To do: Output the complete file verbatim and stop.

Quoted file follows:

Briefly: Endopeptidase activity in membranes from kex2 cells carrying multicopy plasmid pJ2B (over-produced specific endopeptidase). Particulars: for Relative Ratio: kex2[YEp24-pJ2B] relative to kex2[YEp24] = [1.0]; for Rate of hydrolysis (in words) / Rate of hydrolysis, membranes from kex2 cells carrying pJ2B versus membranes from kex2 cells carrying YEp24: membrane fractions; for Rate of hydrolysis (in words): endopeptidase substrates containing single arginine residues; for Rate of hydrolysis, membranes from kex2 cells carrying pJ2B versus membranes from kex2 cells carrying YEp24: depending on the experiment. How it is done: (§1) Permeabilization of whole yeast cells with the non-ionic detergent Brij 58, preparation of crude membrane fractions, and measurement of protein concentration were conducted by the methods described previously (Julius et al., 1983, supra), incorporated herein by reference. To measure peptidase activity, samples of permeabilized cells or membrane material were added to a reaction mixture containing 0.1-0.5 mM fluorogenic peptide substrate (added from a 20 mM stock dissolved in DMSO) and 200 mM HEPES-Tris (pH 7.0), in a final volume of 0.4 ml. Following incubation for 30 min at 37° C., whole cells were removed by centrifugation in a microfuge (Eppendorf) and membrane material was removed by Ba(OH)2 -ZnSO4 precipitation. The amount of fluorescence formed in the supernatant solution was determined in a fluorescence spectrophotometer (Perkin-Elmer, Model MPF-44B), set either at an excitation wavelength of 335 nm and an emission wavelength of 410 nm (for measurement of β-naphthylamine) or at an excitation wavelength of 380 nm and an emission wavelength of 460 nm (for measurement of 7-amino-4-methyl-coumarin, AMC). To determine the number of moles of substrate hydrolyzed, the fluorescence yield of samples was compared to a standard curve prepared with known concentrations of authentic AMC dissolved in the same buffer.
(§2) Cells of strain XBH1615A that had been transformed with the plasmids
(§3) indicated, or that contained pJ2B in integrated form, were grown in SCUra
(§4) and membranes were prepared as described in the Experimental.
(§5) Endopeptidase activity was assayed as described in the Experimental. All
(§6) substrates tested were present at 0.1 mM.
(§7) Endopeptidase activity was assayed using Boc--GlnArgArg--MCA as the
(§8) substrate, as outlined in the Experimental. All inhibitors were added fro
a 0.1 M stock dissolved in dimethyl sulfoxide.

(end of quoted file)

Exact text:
Briefly: Endopeptidase activity in membranes from kex2 cells carrying multicopy plasmid pJ2B (over-produced specific endopeptidase). Particulars: for Relative Ratio: kex2[YEp24-pJ2B] relative to kex2[YEp24] = [1.0]; for Rate of hydrolysis (in words) / Rate of hydrolysis, membranes from kex2 cells carrying pJ2B versus membranes from kex2 cells carrying YEp24: membrane fractions; for Rate of hydrolysis (in words): endopeptidase substrates containing single arginine residues; for Rate of hydrolysis, membranes from kex2 cells carrying pJ2B versus membranes from kex2 cells carrying YEp24: depending on the experiment. How it is done: (§1) Permeabilization of whole yeast cells with the non-ionic detergent Brij 58, preparation of crude membrane fractions, and measurement of protein concentration were conducted by the methods described previously (Julius et al., 1983, supra), incorporated herein by reference. To measure peptidase activity, samples of permeabilized cells or membrane material were added to a reaction mixture containing 0.1-0.5 mM fluorogenic peptide substrate (added from a 20 mM stock dissolved in DMSO) and 200 mM HEPES-Tris (pH 7.0), in a final volume of 0.4 ml. Following incubation for 30 min at 37° C., whole cells were removed by centrifugation in a microfuge (Eppendorf) and membrane material was removed by Ba(OH)2 -ZnSO4 precipitation. The amount of fluorescence formed in the supernatant solution was determined in a fluorescence spectrophotometer (Perkin-Elmer, Model MPF-44B), set either at an excitation wavelength of 335 nm and an emission wavelength of 410 nm (for measurement of β-naphthylamine) or at an excitation wavelength of 380 nm and an emission wavelength of 460 nm (for measurement of 7-amino-4-methyl-coumarin, AMC). To determine the number of moles of substrate hydrolyzed, the fluorescence yield of samples was compared to a standard curve prepared with known concentrations of authentic AMC dissolved in the same buffer.
(§2) Cells of strain XBH1615A that had been transformed with the plasmids
(§3) indicated, or that contained pJ2B in integrated form, were grown in SCUra
(§4) and membranes were prepared as described in the Experimental.
(§5) Endopeptidase activity was assayed as described in the Experimental. All
(§6) substrates tested were present at 0.1 mM.
(§7) Endopeptidase activity was assayed using Boc--GlnArgArg--MCA as the
(§8) substrate, as outlined in the Experimental. All inhibitors were added fro
a 0.1 M stock dissolved in dimethyl sulfoxide.